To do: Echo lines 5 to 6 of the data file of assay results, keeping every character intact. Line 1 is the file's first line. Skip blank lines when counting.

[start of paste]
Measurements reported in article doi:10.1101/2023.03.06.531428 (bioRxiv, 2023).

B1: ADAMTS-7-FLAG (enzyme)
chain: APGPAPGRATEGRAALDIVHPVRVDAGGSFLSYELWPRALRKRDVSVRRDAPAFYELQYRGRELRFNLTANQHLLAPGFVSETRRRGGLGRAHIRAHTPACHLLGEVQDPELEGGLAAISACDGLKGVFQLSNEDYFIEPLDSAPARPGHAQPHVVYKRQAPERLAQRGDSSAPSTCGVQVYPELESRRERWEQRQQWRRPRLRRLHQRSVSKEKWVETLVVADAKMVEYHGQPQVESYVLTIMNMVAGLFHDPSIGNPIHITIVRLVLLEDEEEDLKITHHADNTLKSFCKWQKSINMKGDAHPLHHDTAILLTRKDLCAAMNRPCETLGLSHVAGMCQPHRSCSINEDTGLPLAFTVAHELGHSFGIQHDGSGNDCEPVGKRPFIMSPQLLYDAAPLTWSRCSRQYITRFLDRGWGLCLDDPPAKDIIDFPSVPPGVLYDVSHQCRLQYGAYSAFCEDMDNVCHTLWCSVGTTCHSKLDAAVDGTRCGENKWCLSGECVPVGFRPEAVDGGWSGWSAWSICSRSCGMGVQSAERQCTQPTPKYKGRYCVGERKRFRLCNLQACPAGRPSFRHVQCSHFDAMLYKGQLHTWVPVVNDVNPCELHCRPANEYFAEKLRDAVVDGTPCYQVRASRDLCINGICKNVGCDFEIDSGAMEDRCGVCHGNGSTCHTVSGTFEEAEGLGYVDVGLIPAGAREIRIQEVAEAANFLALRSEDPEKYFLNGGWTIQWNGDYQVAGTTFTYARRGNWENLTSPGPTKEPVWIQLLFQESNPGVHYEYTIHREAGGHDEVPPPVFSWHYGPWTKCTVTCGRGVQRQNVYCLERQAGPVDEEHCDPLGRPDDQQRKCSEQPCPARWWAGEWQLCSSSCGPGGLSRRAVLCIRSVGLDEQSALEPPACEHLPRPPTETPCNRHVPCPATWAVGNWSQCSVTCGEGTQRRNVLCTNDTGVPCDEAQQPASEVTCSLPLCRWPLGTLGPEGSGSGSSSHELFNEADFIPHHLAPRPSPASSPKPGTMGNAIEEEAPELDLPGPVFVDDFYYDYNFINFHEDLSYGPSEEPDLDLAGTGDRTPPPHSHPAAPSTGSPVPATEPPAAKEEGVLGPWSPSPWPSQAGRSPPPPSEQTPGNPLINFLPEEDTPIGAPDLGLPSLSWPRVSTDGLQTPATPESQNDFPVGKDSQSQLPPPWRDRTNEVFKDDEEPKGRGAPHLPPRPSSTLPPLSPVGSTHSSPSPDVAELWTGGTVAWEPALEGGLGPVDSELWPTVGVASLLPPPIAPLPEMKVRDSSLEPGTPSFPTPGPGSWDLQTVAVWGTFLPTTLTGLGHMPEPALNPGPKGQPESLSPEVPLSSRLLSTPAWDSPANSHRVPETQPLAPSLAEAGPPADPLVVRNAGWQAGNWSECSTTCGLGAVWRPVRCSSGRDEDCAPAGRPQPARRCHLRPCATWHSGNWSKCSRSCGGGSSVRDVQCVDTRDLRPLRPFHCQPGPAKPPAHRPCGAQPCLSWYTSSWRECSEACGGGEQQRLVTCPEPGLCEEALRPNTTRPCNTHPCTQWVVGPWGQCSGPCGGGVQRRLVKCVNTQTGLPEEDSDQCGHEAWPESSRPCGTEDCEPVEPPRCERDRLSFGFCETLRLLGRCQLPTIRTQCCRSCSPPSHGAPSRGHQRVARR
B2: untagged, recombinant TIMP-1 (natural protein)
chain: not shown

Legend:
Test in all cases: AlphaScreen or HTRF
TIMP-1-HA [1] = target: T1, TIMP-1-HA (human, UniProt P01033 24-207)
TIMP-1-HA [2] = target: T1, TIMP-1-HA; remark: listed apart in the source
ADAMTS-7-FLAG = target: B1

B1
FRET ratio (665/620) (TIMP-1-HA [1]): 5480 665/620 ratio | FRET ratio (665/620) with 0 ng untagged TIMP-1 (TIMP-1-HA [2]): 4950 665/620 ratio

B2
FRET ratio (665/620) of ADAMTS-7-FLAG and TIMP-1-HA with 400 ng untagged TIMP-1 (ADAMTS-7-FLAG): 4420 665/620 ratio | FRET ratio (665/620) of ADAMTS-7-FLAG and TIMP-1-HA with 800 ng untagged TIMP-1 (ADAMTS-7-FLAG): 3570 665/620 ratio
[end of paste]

chain: not shown

Legend: